‘Good Luck, America’: Artists and Arts Workers React to the Nail-Biting US Presidential Election on Social Media—See Their Posts Here

From Kim Gordon to Amy Sherald, here are the best art world reactions to election night and the as yet undecided presidential vote.

Hank Willis Thomas tweeted this image of a billboard by the Guerrilla Girls, created for For Freedoms and installed in Wheeling, West Virginia. Photo by Alyssa Meadows, courtesy of For Freedoms.
Hank Willis Thomas tweeted this image of a billboard by the Guerrilla Girls, created for For Freedoms and installed in Wheeling, West Virginia. Photo by Alyssa Meadows, courtesy of For Freedoms.

The US has entered into yet another unprecedented presidential election, under the shadow of a global Covid-19 pandemic, and with a sitting president calling overnight for the counting of Americans’ votes to stop.

On Tuesday, Election Day, as the polls reported a 10-point lead for former Vice President Joe Biden, the democratic nominee, many figures in the art world urged their social media followers to get to the polls. But as it became clear that the election would turn into a nail biter, with the possible “blue wave” turning into something more like a purple maelstrom, they started to express a more stressed-out #mood.

Artnet News rounded up some of the reliably insightful art world commentators, starting with some posts from Election Day and following up the day after.

 

Artist Justine Kurland, quoting a timeless artwork by Zoe Leonard, still wants a dyke for president!

 

View this post on Instagram

 

Zoe Leonard I want a Dyke for president

A post shared by Justine Kurland (@justine4good) on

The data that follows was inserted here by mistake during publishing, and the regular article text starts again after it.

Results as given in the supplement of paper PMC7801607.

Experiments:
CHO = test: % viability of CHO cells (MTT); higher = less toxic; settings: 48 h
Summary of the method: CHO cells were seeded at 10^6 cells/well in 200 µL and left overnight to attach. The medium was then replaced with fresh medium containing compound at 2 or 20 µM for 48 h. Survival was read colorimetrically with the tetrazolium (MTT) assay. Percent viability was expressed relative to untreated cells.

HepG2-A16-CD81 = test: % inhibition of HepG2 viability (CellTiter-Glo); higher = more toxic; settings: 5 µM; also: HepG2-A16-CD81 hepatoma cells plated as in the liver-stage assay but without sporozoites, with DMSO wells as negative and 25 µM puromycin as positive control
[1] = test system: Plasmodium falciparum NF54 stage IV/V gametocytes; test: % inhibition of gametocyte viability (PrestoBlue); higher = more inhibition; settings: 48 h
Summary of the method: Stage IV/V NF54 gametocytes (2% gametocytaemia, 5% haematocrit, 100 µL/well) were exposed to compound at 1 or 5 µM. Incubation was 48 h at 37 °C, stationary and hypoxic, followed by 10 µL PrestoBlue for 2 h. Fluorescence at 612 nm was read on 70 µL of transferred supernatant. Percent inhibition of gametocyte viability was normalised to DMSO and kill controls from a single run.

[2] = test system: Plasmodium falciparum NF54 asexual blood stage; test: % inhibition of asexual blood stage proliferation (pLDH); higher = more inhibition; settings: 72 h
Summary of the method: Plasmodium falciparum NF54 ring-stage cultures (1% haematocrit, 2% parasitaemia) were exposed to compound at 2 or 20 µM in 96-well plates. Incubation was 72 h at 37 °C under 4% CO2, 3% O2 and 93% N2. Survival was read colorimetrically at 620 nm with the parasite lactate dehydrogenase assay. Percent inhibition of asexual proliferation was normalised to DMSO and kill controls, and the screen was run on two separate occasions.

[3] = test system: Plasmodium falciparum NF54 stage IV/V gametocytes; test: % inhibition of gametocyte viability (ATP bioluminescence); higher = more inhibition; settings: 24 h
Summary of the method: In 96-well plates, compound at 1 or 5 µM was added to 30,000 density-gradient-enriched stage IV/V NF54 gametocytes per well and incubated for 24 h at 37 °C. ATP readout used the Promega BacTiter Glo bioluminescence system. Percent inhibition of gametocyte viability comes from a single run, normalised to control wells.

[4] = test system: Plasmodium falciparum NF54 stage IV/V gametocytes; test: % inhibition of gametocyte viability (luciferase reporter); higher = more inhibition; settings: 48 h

Pete Souza, a photographer during the Obama presidency, has been using his photos of 44 to poke fun at 45 for four years, and it seems he’s not going to stop now.

 

View this post on Instagram

 

A new member, #46, is about to join the club. (But 45 is not welcome.)

A post shared by Pete Souza (@petesouza) on

 

Photographer Philip Montgomery posted a photo of a postal worker in a year when mail-in voting has become crucial—and the subject of unfounded conspiracy theories.

 

Brian Donnelly, aka KAWS, shared one of his beloved Companions assuming the position of the year.

View this post on Instagram

 

Good morning… #KAWS #COMPANION #2020

A post shared by @ kaws on

 

Author Kimberly Drew seemed to see what was coming.

 

As the White House erected barriers for protection against possible civil unrest in response to contested election results, the architecture-related meme circulating on Twitter? “Well, Trump finally got his wall.”

 

Artist Man Bartlett pointed out that Ripley’s Believe it or Not attraction in New York also boarded up:

 

As did the gallery Hauser & Wirth on New York’s Upper East Side, as artist Joe Scanlan revealed:

 

As the Royal Academy London pointed out, the world is watching, and not necessarily seeing anything too flattering.

 

Artnet News columnist Kenny Schachter says he made a bet on the election with superdealer Larry Gagosian, with a Benjamin in the balance.

 

New York dealer Alexander Shulan lol’d about how wrong the polls seem to have gotten it:

 

Mona Chalabi on early voting data:

 

View this post on Instagram

 

98 million votes have already been cast. What does that number mean? 🌊 It means that twice as many people have voted early in 2020 compared to 2016 🌊 It means that the ballots cast so far in 2020 represent 70% of *all votes* in 2016 🌊 It means that people aren’t just trying to avoid the queues tomorrow. A quarter of those ballots (24 million of them) are from people that did not vote in 2016 and almost 10% are from people who are voting for the first time in their lives (8 million). If you haven’t voted yet, this huge wave is not a reason for you to not show up tomorrow. Like I showed in my last illustration, nonvoters are made up of various groups that could break for Trump or Biden. So I can not tell you what this means for the next President of the US (and I wouldn’t tell you even if I analyzed the demographics because I think polling is mostly dangerous bullshit). All I’m saying is keep going. Source: US Elections Project